The below 1862 obituary on Sir Andrew provides another version on his life. In the family book some 100 years afterwards some of Andrew’s shortcomings obviously receive more space than the glowing account at the time of his passing or in the literature of his time where a positive write up would have of course been the expected norm. His financial weaknesses obviously being highlighted as one of his vices in the latter day account. Besides his London residence being emptied of items to even his servants quarters owing to his debts at the time, there is, however, very little other material of substance or gossip that would have scandalised him further at the time. He appears throughout his life to have been a devoted husband to his wife Mary and father to his children. His marriage appeared a happy one and it is hard to find any hint of a Wellingtonesque ladies man or beau in him during his heyday.
Andrews financial weaknesses also make him appear more human and therefore a much more interesting subject to delve into. He may have been rightly criticised for being an infernal aristocrat or toff during his day by his detractors. He was certainly proud of his heritage which also gave him a leg up in life yet this is not to say his birthright provided him an easy path. He was a talented individual, which is attested by his soldiering career, literary work and latter relative political longevity as the member for Elgin Burghs. In hindsight his debts brought him into trouble in 1838 and it is in this year he was also briefly locked up due to his insolvency and on being bailed out he made a brief escape for the continent for some respite. Andrew was also saved by the fortunate circumstance of being recipient of the inheritance of his estate and this being able to sustain him through the long term owing to his luck of winning the Y-DNA lottery at the time of his birth.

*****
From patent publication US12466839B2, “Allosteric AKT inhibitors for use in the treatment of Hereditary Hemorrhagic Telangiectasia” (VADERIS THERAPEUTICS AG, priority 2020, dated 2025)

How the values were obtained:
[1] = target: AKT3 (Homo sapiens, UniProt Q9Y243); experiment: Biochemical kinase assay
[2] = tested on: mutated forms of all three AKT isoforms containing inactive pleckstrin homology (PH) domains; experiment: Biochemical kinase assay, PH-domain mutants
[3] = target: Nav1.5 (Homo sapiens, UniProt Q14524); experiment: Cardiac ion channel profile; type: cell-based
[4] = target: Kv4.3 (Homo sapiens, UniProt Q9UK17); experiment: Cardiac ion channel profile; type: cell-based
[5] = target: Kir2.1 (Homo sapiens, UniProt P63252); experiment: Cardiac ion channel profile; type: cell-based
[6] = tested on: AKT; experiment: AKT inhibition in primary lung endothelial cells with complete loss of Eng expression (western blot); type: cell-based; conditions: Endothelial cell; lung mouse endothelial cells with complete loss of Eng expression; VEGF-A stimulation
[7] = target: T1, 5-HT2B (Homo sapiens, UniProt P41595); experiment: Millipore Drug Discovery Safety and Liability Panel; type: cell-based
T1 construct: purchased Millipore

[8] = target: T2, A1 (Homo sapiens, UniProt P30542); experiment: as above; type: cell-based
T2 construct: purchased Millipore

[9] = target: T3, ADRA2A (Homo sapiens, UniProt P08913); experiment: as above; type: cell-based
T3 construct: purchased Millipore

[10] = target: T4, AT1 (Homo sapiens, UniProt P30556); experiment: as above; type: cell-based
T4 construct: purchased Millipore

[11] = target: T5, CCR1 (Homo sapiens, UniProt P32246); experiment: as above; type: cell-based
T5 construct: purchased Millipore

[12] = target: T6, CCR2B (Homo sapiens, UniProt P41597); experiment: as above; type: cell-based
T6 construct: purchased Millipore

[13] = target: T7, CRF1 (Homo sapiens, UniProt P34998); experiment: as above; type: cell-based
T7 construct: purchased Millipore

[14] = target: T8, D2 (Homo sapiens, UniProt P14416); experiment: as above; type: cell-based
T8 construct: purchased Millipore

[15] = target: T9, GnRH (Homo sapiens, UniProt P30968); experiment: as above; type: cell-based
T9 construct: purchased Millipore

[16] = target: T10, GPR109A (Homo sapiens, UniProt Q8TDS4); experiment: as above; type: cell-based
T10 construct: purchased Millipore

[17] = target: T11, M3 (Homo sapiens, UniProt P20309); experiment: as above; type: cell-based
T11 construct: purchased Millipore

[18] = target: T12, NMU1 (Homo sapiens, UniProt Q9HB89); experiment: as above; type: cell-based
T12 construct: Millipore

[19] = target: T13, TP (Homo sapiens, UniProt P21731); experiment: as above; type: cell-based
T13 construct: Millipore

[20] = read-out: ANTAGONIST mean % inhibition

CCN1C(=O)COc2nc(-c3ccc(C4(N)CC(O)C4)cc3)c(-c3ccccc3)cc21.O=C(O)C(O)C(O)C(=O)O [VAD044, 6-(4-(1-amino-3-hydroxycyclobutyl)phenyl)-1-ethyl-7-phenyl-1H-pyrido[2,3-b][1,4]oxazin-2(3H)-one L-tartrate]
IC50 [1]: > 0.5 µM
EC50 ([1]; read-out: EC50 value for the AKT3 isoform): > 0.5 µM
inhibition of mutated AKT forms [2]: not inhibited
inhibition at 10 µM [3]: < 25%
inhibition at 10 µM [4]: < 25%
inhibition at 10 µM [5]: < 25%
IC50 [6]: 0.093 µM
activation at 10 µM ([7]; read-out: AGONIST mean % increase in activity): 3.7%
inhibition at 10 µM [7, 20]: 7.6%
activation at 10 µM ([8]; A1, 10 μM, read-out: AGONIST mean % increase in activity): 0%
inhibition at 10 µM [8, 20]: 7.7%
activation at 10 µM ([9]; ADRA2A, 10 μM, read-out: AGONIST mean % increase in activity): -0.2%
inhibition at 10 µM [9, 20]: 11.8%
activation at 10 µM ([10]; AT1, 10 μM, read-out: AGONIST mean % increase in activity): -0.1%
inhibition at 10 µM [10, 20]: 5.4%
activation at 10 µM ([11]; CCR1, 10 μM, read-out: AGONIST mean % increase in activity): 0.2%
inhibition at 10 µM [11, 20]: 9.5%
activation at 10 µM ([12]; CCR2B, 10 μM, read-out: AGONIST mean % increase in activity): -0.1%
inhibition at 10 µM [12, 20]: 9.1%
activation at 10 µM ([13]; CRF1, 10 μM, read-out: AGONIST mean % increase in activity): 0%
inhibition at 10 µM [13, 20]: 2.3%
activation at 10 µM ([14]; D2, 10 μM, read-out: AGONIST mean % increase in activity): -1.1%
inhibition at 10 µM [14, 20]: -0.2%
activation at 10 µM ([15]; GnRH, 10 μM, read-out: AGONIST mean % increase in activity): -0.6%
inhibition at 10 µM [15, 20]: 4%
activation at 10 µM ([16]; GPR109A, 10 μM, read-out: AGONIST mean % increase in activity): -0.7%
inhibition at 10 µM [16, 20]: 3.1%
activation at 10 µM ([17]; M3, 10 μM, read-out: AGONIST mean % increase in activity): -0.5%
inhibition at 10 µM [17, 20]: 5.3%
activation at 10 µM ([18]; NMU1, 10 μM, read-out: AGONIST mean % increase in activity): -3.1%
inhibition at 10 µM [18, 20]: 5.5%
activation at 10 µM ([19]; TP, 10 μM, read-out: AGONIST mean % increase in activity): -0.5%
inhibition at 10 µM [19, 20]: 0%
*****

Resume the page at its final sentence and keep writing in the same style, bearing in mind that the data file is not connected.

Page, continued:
and from the excerpt underneath.
Obituary from the Elgin Courant Fri, Oct 17, 1862.
The Late Sir Andrew Leith-Hay of Rannes
All our old readers in the district shoe have taken an interest in political affairs for the past thirty years will be sorry to hear that Sir Andrew Leith- Hay is no more. On Tuesday week, he was at a county meeting held in Aberdeen, in the enjoyment of his usual health and even on Monday last he was out on his pony after mid-day, and was dead before four o’clock on the same afternoon, the cause of his sudden death it is believed, being constipation of the bowels.
An interesting volume might be written on the life of Sir Andrew Leith Hay, who was a gallant soldier, and fought many battles in his youth, and whose name, after the year 1832, became a household word in this and many adjacent counties. The deceased gentleman was born in Aberdeen in 1785, and has consequently died at the advanced age of seventy-seven. He was the son of General Alexander Leith-Hay of Rannes, and could boast of an ancient pedigree, down even, it is said, to the reign of King Robert Bruce. Being thus the son of a soldier, and being himself of an enterprising spirit, Leith-Hay, the subject of our memoir, entered the army in early life, and was appointed aide-de-camp to General Leith, his uncle, in 1808, when he was twenty-three years of age. This was at the beginning of the Peninsular war, and the young soldier had to direct his steps to Spain, and live in camps with the British army, then beginning to drive the French out of that country.